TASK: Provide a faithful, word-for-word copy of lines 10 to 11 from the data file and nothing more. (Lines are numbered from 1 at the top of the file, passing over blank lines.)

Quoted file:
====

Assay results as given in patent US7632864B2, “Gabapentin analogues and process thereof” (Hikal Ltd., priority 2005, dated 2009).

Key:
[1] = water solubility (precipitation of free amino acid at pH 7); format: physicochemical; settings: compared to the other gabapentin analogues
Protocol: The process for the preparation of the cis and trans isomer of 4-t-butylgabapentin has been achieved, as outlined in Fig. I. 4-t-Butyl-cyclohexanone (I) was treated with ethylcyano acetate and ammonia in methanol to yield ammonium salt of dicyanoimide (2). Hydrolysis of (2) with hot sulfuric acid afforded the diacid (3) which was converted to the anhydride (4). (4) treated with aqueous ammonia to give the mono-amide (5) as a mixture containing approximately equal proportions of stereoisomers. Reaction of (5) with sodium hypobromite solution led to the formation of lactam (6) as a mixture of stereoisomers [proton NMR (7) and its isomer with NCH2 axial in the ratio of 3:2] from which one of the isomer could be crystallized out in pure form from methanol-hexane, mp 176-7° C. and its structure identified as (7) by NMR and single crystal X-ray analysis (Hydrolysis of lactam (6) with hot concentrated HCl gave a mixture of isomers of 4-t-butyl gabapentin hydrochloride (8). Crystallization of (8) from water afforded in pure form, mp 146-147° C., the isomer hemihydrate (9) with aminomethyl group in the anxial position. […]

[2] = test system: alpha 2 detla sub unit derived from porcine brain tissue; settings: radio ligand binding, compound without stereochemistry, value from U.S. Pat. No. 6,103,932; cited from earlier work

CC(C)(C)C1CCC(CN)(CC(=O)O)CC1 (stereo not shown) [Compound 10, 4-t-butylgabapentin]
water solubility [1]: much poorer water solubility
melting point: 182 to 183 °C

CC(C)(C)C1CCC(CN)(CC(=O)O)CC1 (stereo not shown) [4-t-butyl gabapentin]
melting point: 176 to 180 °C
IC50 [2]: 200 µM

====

melting point: 176 to 180 °C
IC50 [2]: 200 µM